Watch and Jewelry Retailers Eye Asia as Basel Fair Opens
As the world’s biggest watch a jewelry fair opens its doors to 100,000 visitors in the Swiss town of Basel on Thursday, chiefs from some of the most exclusive luxury brands told CNBC they were optimistic about 2012.
Jean Claude Biver, chairman of Swiss watchmaker Hublot, owned by French luxury giant LMVH , says: "When you are coming off a record year, you are always optimistic. The Swiss watch industry may not repeat the 20 percent growth it saw last year, but we are still hoping for a growth of 5-7 or 8 percent in 2012 — and that would mean yet another record year."
Swiss watchmakers have dodged a triple whammy of a record high Swiss franc , the disaster in Japan and the Arab spring with ease, delivering an impressive 19 percent growth of Swiss watch exports to 19.3 billion francs ($21.1 billion). That was helped by buoyant demand particularly from China, but also a rebound in luxury appetite from the U.S. and Japan.
Ahead of the official opening of "Baselworld", Francois Thiebaud, head of the Swiss exhibitors' committee, said that "if exports reach between 20 and 25 billion francs in 2012, we would be satisfied."
Increasingly, the fate of Swiss watchmakers depends on Asia though. In 2011, exports to Asia accounted for more than half of annual sales. Exports to China saw the fastest growth rate at 50 percent last year.
And for now, Swiss watchmakers see no signs of a slowdown in Chinese demand in 2012, according to Thiebaud. Hublot’s Biver adds: "China can still grow a lot, and I am not just talking about Beijing and Shanghai but all of China.“
For American diamond giant Harry Winston , which says it is not focused on mass retail sales, China is highly promising as well.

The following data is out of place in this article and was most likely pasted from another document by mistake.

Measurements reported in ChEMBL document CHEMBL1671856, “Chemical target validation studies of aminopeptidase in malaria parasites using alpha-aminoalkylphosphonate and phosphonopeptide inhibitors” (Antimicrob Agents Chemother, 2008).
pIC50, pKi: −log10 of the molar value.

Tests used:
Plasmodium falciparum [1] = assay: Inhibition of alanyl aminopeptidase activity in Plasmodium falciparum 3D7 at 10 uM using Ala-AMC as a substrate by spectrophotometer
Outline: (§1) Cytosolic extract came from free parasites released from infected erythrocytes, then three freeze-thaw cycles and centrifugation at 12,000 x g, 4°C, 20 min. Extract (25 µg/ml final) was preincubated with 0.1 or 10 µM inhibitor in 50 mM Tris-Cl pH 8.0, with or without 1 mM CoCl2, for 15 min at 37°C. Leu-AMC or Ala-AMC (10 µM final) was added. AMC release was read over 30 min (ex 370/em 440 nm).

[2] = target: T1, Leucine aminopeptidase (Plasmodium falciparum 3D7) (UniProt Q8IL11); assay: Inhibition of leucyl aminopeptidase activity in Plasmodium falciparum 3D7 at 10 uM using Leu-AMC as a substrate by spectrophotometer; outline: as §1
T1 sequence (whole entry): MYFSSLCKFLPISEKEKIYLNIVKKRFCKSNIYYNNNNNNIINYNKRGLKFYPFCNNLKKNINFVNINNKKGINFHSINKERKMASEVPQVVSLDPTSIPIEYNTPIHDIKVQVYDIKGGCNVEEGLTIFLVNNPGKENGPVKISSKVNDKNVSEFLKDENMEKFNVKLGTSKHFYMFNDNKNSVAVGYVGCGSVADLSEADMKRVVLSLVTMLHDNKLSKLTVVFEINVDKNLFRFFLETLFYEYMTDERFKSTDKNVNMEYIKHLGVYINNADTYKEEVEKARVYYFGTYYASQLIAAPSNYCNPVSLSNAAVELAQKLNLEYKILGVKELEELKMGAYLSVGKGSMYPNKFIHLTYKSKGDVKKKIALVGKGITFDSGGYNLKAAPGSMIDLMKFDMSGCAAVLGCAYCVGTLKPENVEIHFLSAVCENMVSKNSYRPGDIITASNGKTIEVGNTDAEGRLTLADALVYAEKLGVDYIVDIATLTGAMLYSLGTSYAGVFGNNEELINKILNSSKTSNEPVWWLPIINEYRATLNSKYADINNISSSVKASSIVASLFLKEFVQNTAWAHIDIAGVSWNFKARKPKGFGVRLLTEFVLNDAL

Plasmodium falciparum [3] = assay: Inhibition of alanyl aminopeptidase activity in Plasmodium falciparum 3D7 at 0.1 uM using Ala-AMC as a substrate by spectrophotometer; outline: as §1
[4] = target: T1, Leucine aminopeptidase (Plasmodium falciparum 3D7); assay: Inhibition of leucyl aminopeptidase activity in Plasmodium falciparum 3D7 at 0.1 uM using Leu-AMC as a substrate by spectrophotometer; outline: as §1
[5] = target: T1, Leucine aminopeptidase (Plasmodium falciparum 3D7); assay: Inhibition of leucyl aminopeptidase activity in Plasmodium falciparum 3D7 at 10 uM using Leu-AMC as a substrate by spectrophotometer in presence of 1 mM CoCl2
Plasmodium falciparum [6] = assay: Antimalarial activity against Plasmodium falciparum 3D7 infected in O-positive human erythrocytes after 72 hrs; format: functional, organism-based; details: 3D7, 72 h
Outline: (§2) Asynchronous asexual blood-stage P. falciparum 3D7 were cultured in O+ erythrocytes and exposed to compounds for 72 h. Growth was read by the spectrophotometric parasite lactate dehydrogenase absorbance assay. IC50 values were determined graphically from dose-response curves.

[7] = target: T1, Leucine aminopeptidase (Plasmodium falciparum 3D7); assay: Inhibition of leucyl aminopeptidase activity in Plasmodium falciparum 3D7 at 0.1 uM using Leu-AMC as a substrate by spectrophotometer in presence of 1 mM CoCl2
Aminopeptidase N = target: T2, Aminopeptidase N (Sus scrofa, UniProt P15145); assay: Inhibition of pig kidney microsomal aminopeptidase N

“We are excited about growth in China in 2012, and actually we see the Chinese market as the most sophisticated market in the world," CEO Frederic de Narp said.
Other watchmakers warn of overestimating Chinese growth however. Thierry Stern, President of the high-end Geneva-based manufacturer Patek Philippe tells CNBC: "I have learned not to put all eggs in one basket. Yes, China is growing and it is an important market, but we are relying on growth from all over the world, not just China."
So is it all blue skies for the watch and jewelry industry?
Asked by CNBC about the biggest headwinds for 2012, Harry Winston’s CEO Frederic de Narp was rather relaxed. He indicated that the company would be insulated from a potential slowdown in China, and said: "For the broader industry, maybe a deceleration of Chinese growth is a key risk, but we are just embarking in China, there are no comparisons."
Thierry Stern from Patek Philippe points out that the Swiss franc continues to be a headache, but stresses that "Swiss watchmakers are all in the same boat" while Hublot’s Jean Claude Biver says he is confident the Swiss National Bank will continue to act on to help exporters.
Further headwinds, he adds, could be a war with Iran, a spike in the price of gold or a French Socialist government which does not cooperate with Germany to solve the euro zone debt crisis.